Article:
Monday, February 21, 2011

Google's Public Data Explorer

Last week Google launched (well, it's a Google Labs version) an ambitious attempt to solve a problem every person who manipulates data has faced: how to merge different data sets that may have different bases, and then how to display the data. With its new Public Data Explorer Google has placed a series of data sets on line. It allows users to manipulate them, and to display results as line graphs, bar graphs, maps, or scatter plots.

I tried looking at worldwide cholera outbreaks over time and got this map. Click on the arrow to see the changes over time.



Even better, embedded charts and links like this one can update automatically. And you can click on the "Explore data" link to look further into what is displayed.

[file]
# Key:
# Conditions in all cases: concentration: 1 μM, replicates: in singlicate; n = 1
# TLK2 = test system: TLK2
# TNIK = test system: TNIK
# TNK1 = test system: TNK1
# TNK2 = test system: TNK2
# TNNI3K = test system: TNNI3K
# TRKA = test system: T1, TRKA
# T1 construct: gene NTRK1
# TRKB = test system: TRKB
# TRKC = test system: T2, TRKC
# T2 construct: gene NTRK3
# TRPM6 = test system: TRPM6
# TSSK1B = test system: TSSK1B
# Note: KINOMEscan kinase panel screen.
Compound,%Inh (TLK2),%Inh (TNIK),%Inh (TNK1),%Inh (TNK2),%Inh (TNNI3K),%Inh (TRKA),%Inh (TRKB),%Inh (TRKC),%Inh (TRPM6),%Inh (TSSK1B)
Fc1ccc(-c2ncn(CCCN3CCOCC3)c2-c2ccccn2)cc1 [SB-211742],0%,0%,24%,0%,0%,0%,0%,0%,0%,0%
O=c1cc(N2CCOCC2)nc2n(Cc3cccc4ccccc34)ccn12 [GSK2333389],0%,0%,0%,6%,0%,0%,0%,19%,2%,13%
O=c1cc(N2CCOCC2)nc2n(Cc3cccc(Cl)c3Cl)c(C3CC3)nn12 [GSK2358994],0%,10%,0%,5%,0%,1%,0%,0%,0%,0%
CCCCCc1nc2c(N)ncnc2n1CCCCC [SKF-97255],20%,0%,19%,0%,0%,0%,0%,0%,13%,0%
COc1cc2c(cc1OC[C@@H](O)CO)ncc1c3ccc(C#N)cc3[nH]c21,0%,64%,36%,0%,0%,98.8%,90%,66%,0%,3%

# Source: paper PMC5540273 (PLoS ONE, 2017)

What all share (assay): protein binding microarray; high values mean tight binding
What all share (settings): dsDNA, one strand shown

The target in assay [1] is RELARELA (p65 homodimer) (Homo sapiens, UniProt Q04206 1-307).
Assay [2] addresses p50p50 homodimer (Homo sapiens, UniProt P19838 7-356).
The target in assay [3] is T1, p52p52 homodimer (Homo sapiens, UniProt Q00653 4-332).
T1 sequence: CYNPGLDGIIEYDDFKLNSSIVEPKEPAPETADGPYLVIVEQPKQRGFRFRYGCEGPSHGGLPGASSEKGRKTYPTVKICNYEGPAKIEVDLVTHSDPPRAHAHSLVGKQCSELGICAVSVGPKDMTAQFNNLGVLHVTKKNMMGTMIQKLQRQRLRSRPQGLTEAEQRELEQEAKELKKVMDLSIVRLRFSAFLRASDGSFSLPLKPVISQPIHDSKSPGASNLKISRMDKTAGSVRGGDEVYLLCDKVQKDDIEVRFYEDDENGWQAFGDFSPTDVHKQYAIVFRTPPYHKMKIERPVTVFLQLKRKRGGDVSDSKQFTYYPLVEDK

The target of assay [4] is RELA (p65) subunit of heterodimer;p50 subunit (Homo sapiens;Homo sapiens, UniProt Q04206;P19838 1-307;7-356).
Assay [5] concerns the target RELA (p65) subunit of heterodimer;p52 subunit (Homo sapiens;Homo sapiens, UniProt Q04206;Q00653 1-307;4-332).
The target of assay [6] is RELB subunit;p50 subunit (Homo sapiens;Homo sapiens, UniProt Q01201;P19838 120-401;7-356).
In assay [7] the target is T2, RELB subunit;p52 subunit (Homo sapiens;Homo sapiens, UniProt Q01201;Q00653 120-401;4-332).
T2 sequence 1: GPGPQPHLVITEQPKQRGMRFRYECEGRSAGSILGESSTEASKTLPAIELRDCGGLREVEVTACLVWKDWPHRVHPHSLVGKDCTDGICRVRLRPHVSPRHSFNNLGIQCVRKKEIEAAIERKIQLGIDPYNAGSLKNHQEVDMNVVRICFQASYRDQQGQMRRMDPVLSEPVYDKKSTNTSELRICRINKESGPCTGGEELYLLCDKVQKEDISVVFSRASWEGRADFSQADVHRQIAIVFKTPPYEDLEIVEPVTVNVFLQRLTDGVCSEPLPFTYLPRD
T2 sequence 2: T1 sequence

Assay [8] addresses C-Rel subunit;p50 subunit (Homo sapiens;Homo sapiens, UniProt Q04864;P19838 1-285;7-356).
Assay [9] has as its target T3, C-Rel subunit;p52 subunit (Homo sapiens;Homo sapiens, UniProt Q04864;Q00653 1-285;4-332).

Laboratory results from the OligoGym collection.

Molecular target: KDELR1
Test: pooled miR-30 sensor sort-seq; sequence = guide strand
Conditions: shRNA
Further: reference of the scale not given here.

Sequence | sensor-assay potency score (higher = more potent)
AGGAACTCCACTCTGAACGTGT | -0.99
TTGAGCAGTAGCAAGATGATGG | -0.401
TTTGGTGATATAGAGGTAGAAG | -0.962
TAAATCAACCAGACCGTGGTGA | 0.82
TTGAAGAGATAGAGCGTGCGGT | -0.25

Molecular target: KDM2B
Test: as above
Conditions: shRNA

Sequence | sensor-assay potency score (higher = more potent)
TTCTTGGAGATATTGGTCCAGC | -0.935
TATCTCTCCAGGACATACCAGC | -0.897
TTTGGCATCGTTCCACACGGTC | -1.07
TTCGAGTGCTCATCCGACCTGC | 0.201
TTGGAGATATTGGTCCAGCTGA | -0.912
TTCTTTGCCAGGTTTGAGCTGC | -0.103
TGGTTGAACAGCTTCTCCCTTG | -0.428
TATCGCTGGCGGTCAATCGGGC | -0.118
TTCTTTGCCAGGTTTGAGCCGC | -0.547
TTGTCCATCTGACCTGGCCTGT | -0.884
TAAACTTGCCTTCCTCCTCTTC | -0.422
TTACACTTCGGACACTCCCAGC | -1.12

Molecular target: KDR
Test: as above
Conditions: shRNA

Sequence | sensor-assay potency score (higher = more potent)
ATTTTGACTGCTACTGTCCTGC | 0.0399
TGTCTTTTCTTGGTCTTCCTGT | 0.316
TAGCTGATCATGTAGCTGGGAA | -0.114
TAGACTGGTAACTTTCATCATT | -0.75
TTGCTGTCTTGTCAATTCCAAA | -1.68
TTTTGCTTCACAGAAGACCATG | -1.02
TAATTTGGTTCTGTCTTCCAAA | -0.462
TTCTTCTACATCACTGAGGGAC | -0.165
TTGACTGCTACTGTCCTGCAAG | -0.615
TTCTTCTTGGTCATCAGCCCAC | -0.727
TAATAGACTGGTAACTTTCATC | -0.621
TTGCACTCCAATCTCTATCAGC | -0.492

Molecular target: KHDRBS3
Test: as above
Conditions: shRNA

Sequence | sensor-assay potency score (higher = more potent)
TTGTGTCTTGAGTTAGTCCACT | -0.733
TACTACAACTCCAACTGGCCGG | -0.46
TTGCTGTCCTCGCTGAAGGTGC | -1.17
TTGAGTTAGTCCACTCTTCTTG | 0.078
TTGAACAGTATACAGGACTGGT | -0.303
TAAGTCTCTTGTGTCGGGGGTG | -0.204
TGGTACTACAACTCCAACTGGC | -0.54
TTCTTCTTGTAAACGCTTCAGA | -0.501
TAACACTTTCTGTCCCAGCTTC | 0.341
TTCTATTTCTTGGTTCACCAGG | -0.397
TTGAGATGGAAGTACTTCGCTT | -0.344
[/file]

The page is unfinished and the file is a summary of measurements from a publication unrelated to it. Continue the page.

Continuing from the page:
Google has data from the World Bank, the International Monetary Fund, Eurostat, the CDC, the UN, and various US government agencies available. It is encouraging others to share their large data sets using a standard code. Take a look at the article by Chris Wilson in Slate, "An HTML for Numbers" about the possibility for data-sharing if everyone used the same format. It also creates new possibilities for error, I realize, but that's a subject for another post.

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